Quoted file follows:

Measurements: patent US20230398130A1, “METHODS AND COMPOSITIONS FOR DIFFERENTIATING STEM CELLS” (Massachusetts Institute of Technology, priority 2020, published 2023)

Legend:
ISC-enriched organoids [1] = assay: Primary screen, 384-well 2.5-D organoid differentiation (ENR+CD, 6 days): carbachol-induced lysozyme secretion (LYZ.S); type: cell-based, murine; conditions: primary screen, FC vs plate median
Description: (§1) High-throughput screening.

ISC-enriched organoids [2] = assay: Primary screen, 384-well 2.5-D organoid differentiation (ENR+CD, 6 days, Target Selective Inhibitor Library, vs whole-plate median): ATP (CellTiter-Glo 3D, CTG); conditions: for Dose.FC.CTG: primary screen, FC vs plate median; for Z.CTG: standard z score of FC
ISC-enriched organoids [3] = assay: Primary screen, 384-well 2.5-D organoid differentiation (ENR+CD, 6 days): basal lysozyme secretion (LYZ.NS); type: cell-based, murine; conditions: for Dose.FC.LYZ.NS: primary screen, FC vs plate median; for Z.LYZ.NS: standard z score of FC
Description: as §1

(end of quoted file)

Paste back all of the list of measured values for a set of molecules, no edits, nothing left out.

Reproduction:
Measurements: patent US20230398130A1, “METHODS AND COMPOSITIONS FOR DIFFERENTIATING STEM CELLS” (Massachusetts Institute of Technology, priority 2020, published 2023)

Legend:
ISC-enriched organoids [1] = assay: Primary screen, 384-well 2.5-D organoid differentiation (ENR+CD, 6 days): carbachol-induced lysozyme secretion (LYZ.S); type: cell-based, murine; conditions: primary screen, FC vs plate median
Description: (§1) High-throughput screening.

ISC-enriched organoids [2] = assay: Primary screen, 384-well 2.5-D organoid differentiation (ENR+CD, 6 days, Target Selective Inhibitor Library, vs whole-plate median): ATP (CellTiter-Glo 3D, CTG); conditions: for Dose.FC.CTG: primary screen, FC vs plate median; for Z.CTG: standard z score of FC
ISC-enriched organoids [3] = assay: Primary screen, 384-well 2.5-D organoid differentiation (ENR+CD, 6 days): basal lysozyme secretion (LYZ.NS); type: cell-based, murine; conditions: for Dose.FC.LYZ.NS: primary screen, FC vs plate median; for Z.LYZ.NS: standard z score of FC
Description: as §1